The development of the SmartSEN platform – a two-phase project – is mainly a technological and IT-based project, which has an improved knowledge of losses and poor-quality zones while managing the main assets (Phase 1). Once Phase 1 is finalised, the second phase commences, which is directed by the results received in phase 1; for example, the deployment strategy of new smart meters at the customer level will be prioritised for transformers where a high level of losses has been detected. This is aimed at maximising the revenue recovery, instead of installing meters at random.


The supervision of the distribution grid will include the installation of 5,000 smart meters; from generation plants to public MV/LV transformers between June 2018 and December 2019. By the end of November 2019, 3,000 smart meters were installed and the tech company anticipates to complete rolling these out to the remaining 13 regions of Senegal. At the end of the year, nearly 5,000 smart meters would have been deployed nationwide in 18 substations, 121 feeders and nearly 5,000 MV/LV transformers. The meter rollout is facilitated by a EUR7.5 million between AKILEE and SENELEC and is  nanced directly and completely by SENELEC.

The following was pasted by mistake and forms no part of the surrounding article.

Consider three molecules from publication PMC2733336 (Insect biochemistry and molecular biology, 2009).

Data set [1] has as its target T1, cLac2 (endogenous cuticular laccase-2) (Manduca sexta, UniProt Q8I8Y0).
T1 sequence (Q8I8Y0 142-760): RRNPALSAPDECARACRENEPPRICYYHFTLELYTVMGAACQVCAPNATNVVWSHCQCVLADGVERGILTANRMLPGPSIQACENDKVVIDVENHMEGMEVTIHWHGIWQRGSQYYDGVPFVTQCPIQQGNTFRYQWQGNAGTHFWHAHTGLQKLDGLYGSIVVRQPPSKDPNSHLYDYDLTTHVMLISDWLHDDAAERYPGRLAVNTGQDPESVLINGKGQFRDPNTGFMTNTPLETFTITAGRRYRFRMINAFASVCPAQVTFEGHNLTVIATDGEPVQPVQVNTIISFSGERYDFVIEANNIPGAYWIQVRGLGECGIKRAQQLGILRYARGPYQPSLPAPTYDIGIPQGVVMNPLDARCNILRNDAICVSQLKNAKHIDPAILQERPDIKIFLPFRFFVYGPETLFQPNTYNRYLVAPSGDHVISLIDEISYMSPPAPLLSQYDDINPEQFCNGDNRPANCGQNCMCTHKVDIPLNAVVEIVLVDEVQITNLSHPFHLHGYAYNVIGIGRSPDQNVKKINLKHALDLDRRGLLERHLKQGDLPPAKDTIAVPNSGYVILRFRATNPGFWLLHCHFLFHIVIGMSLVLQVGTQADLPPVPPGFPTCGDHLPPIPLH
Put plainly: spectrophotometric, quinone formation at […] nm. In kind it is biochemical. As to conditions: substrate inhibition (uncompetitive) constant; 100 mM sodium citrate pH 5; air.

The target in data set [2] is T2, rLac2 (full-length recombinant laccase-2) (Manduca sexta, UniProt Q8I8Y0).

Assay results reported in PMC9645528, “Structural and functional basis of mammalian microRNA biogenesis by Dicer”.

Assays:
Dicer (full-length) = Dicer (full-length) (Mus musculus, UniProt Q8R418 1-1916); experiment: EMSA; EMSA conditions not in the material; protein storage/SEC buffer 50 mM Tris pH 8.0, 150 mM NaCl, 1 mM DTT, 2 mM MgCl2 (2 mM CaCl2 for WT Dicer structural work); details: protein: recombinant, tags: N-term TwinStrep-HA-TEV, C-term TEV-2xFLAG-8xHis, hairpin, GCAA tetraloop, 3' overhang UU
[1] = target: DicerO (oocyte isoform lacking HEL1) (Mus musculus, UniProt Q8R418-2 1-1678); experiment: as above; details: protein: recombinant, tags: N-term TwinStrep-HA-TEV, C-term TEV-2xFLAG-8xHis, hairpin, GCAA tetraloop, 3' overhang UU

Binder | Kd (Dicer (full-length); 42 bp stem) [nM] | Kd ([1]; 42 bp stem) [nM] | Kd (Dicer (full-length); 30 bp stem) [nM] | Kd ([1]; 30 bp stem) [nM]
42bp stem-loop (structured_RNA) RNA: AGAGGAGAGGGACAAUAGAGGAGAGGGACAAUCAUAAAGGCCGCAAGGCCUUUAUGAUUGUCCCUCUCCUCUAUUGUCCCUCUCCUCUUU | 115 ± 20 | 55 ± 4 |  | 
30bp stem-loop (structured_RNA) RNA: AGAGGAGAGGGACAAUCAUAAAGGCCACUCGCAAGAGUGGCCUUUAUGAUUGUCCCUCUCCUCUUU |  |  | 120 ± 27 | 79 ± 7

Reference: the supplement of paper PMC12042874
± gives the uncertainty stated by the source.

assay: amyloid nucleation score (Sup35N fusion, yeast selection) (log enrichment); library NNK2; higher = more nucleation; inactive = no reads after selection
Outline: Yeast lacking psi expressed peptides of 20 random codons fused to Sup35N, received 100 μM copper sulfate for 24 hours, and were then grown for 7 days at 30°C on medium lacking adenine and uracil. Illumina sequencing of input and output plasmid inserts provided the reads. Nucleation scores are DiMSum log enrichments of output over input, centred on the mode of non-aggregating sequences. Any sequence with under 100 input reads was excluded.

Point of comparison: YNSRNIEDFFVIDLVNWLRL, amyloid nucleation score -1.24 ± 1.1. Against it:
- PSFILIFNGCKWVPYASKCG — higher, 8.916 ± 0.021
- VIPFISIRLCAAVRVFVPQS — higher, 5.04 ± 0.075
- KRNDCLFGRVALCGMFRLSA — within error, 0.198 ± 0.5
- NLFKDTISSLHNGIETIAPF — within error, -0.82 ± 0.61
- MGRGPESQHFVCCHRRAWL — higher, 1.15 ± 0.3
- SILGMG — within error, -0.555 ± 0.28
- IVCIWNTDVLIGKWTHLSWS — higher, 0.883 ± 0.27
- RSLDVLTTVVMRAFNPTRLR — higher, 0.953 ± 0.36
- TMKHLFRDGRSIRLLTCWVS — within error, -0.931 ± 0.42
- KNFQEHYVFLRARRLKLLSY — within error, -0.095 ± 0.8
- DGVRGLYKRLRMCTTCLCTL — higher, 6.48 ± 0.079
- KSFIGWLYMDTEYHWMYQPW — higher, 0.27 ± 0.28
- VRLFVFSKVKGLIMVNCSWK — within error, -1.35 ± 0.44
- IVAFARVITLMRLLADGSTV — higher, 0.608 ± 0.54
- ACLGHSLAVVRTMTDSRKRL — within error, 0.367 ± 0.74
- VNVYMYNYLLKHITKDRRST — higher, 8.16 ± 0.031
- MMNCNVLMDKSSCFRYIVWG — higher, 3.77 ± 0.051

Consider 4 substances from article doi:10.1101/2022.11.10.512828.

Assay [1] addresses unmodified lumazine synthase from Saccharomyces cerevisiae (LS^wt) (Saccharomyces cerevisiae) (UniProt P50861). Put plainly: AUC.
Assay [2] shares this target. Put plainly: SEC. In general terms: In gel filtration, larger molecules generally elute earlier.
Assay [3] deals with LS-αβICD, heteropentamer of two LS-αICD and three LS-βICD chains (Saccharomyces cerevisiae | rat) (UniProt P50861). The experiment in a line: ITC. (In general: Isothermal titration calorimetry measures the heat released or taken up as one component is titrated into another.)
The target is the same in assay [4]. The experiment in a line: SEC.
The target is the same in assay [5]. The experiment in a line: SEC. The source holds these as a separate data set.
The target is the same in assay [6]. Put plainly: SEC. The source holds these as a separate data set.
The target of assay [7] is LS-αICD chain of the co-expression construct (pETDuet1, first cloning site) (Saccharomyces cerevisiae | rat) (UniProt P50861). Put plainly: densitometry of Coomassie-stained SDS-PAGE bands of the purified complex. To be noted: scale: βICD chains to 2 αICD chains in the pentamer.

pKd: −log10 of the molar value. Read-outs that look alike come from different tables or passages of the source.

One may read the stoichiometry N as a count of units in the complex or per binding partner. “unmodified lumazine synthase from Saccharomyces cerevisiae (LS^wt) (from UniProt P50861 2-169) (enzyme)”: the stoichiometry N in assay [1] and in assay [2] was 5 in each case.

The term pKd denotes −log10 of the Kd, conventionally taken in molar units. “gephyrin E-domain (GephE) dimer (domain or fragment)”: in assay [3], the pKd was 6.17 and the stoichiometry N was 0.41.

This phase includes replacing all meters in Senegal with 2,742,000 smart meters, which will be deployed between 2019 and 2028. In this context AKILEE has signed a contract of less than EUR300 million, having managed to structure the project financing with pre-financing, thanks to its Chinese technical and financial partners. In December 2019, AKILEE received the first batch of single-phase, three-phase and industrial smart-meters; precisely 2,000 of them have been delivered.